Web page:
The Impact of Color in Packaging

When consumers reach for a product, the first thing they see is the packaging. We are a very visual society and we shop with our eyes. In order for a product to be considered for purchase, the packaging must grab the attention of the consumer. Consumers look for enticing and functional packaging. The strongest visual cue consumers use as a decision aid is color. Color is placed higher than texture or sound and smell, and is a primary reason a consumer buys a product.

Colors have different ways of inviting a consumer to buy. Have you ever wondered why clearance stickers are always red or why black portrays luxury? When colors are used in the right context, they capture the attention and mood of consumers. Colors have this amazing power of attracting consumers and influencing their behavior.

According to KISSmetrics, below are what colors mean:

Yellow: Optimistic and youthful; often used in window shopping
Red: Energy; creates urgency which is why it is used in clearance sales
Blue: Creates trust and security; associated with banks and businesses
Green: Easiest color for the eyes to process; used for relaxation
Orange: Aggressive; creates pressure to buy, sell, or subscribe
Pink: Romantic and feminine; used to target women and young girls
Black: Portrays powerfulness; used in marketing of luxury products
Purple: Soothing; associated with beauty products

It is interesting to know that colors affect how consumers buy. Packaging has a huge impact on consumers and colors should be taken into consideration when being designed.

The Importance of Color in Design

It could be argued that color is one of the most important choices one makes when choosing a packaging design.  Whether it’s done well or poorly, color evokes emotions.

It’s known that serving diners food on a blue plate will encourage them to eat less, while serving food on and orange or yellow plate will encourage them to eat more.  Colors like dark navy, hunter green, burgundy or black can evoke tradition, respect, or even somberness, and deeper purples can evoke royalty, status or class.  Pastel colors can often be associated with children, while reds can evoke desire, passion, authority, happiness, or conversely fear.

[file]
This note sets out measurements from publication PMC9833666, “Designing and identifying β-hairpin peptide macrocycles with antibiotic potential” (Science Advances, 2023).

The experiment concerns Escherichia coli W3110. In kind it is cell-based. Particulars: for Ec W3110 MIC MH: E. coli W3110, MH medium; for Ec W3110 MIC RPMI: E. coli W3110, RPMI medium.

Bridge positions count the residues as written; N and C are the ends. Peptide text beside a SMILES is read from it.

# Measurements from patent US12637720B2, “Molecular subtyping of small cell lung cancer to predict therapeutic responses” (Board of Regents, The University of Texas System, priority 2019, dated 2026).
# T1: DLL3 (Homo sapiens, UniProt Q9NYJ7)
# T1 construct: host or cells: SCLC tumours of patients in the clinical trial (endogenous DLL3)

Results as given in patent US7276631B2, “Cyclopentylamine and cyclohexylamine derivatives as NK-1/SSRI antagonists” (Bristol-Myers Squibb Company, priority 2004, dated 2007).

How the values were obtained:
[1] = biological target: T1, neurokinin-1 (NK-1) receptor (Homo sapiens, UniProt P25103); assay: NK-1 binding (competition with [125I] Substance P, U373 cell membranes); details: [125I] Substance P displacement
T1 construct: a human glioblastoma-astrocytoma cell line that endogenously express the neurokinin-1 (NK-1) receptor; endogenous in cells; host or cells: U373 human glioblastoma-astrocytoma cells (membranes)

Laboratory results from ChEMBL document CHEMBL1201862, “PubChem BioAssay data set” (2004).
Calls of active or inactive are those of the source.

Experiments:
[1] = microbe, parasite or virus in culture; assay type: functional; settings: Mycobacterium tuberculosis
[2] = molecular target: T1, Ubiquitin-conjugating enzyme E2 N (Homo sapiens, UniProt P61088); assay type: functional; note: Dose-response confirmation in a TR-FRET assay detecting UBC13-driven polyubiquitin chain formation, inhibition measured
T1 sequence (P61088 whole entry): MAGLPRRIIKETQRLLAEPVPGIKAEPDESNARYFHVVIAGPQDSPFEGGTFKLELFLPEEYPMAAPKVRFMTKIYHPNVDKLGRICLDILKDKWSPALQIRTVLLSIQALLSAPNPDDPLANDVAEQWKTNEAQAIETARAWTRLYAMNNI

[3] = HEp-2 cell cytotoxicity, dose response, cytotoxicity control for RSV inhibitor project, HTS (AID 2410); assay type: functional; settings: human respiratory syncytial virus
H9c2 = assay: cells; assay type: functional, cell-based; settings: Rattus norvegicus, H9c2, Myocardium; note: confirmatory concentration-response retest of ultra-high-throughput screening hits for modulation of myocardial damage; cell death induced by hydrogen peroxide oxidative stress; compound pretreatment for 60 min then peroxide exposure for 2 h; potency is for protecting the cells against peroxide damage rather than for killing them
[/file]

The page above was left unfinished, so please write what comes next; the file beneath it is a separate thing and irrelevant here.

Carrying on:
Color can be used well or poorly.  One opinion of color used poorly is below.

Of course, poor color choice is selective, but why was this design chosen specifically?

Green is a good color to promote a feeling of nature, or a feeling of money (especially in the US).  It is also a good color to be used to catch someone’s attention.  On the other hand, once their attention is caught, what part do we pay attention to?  Do we really see the apps over the overwhelming green of the background?

it is one writer’s opinion that if the above color was on packaging for a product, the packaging would not work.  While it does have a ‘wow’ factor, the green of the packaging, like the green in this picture, would seem to shout louder than the product.

However, it would be interesting to notice that if the same picture was in a different color, such as a similar color like teal, how the message of the product or applications might have stood out over the packaging.

Using Apple as an example, here is another example of color choices.

Both packages pictured above use colors to emphasize and brighten without overpowering.  The ‘natural’ and the ‘white’ state traditional while caring about the environment, while the colors used in the center add balance, freshness, and ‘likability.’  Although they don’t scream “Look at me” like the above example, they do say, “I’m trustworthy.”